Lifetime: NOT Showing Graphic Murder = “Untold Harm”
This past Saturday night, March 23rd, the Lifetime basic cable network aired its “Lifetime Original Movie” Romeo Killer: The Chris Porco Story. The movie graphically detailed Porco’s real-life axe murder of his father in 2004.
Of course, television “dramatizations” of true crime are nothing new. The classic 1960s ABC series The Fugitive took its premise from the Sam Shepperd case. All three broadcast networks aired movies about teenaged “Long Island Lolita” Amy Fisher, her twisted relationship with Joey Buttafuoco, and Fisher’s attack on his wife. And NBC has garnered several series franchises from Law & Order’s penchant for adapting stories “ripped from the headlines.”
But Romeo Killer is not merely another true-crime film. Two aspects in particular were disturbing. The first was the movie’s explicit gore. Trailers for the film show multiple close-ups of the victim’s corpse drenched in blood. With “charming” serial killers now dominating television – Showtime’s Dexter, Fox’s The Following, A&E’s Bates Motel, and NBC’s forthcoming Hannibal – did America really need one more show about a blood-soaked murder?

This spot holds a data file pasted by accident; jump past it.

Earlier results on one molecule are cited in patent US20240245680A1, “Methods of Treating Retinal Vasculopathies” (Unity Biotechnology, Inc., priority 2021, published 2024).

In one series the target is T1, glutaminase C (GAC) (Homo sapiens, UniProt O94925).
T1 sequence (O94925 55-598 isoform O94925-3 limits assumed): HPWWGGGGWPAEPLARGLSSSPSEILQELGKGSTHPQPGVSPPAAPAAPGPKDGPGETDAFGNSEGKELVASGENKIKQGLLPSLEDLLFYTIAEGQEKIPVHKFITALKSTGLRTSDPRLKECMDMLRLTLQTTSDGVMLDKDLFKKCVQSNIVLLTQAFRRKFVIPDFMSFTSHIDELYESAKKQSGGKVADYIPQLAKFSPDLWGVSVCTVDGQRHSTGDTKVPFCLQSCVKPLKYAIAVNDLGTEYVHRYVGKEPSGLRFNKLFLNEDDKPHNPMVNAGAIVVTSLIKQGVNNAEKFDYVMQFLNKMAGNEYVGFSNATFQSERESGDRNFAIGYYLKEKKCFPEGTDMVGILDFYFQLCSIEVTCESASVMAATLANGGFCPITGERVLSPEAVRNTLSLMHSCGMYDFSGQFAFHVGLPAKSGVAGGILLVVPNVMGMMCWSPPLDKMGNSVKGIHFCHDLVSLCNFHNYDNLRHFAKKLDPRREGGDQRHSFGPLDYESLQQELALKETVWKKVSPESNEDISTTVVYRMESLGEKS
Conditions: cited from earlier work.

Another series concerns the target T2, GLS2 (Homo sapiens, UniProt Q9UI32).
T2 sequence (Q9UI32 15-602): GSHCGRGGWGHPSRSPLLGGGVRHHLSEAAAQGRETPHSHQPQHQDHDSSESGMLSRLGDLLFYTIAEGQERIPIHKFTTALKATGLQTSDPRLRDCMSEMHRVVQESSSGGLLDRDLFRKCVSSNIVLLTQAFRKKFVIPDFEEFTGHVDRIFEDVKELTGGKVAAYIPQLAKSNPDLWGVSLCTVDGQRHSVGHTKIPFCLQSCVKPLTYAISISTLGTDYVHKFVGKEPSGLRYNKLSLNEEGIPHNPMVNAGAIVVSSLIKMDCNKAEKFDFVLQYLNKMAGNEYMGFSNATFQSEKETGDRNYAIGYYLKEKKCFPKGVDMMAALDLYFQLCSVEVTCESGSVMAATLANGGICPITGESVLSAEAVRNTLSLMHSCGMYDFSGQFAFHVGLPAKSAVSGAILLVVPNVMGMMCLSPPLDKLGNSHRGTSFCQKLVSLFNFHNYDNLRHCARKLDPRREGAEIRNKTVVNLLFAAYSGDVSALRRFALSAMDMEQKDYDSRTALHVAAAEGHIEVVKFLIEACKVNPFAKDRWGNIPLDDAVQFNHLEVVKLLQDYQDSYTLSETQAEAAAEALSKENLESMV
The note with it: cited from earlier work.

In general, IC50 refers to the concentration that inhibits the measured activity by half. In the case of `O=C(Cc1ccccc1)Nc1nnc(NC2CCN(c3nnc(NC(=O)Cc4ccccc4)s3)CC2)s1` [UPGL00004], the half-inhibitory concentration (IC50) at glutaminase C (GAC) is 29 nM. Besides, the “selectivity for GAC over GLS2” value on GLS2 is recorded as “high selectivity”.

The second disturbing element was the publicity surrounding the film. Porco had filed an injunction claiming that Lifetime was violating his rights in using his name and image without payment or permission. While there was some legal back-and-forth, ultimately, a judge allowed the movie to air.
While it is beyond grotesque for a murderer to whine about being deprived of his rights to his name when he has deprived his own father of his life, the ruthless greed of Lifetime is hardly deserving of praise. In its own court filing, Lifetime sobbed that NOT showing the murder-themed movie would have “a devastating financial and reputational impact on Lifetime, with millions of dollars in investment, lost revenues, and untold harm to its brand.”
Sickeningly, the entertainment industry’s trade press portrayed Lifetime as civic-minded crusaders bolding “fighting back” against censorship, and “winning the right” to air their seamy film. No one believes murderers should profit from their crimes; but apparently, if the entertainment industry does, then that’s different.
So: Lifetime doesn’t care about the justice due victims of horrific crimes, or about the ethics of exploiting a gory murder. All it cares about its “investment.” Lifetime – a channel which airs a series glorifying prostitution – worries that NOT showing a movie about an axe murderer will have a negative “reputational impact” on the network. And the entertainment industry’s own journals applaud the network, rather than asking why anyone had to show a movie about a real-life murderer to begin with. These facts tell Americans everything they need to know about the state of Hollywood today.